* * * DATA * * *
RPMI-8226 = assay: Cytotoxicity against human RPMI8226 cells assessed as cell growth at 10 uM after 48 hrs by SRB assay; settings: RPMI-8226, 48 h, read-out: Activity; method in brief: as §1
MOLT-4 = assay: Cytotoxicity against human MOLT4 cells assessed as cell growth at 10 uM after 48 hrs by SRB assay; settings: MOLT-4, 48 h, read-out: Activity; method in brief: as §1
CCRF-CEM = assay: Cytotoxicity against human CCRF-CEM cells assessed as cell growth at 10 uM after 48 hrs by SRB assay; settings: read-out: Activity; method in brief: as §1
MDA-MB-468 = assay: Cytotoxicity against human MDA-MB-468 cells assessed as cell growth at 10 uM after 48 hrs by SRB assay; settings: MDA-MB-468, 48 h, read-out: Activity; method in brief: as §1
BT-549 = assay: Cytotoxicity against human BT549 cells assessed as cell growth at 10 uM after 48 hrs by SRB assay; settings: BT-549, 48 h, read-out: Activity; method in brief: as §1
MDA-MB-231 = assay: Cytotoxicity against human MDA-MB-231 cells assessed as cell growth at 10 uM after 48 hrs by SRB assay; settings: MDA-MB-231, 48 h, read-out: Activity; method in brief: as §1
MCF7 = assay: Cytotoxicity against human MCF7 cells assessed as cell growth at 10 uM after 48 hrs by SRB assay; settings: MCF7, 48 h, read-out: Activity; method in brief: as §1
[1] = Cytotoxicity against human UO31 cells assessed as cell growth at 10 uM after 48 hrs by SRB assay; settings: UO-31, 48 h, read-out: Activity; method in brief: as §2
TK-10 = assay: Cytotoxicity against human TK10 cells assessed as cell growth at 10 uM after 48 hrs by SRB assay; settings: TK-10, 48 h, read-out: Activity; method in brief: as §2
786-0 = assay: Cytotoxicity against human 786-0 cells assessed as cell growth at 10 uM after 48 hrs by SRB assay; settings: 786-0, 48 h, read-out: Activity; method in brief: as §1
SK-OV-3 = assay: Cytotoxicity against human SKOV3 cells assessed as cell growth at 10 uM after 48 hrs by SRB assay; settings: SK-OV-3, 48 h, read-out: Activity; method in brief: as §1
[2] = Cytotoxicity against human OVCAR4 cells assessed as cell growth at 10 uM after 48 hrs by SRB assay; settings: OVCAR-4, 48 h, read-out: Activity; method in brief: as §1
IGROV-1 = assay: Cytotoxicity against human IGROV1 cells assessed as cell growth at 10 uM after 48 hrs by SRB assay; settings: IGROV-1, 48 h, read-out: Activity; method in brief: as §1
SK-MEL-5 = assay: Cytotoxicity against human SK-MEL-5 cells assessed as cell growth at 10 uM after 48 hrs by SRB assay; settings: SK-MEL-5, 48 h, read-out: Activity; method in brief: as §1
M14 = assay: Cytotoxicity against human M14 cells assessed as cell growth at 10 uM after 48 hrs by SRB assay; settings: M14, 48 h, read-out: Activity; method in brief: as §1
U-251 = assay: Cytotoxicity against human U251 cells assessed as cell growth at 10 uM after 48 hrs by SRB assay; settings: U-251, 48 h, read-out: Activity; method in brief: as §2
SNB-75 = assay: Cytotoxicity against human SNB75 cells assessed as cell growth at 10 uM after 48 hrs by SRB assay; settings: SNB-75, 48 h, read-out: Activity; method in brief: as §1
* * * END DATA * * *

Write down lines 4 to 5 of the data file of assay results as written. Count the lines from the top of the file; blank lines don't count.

MDA-MB-468 = assay: Cytotoxicity against human MDA-MB-468 cells assessed as cell growth at 10 uM after 48 hrs by SRB assay; settings: MDA-MB-468, 48 h, read-out: Activity; method in brief: as §1
BT-549 = assay: Cytotoxicity against human BT549 cells assessed as cell growth at 10 uM after 48 hrs by SRB assay; settings: BT-549, 48 h, read-out: Activity; method in brief: as §1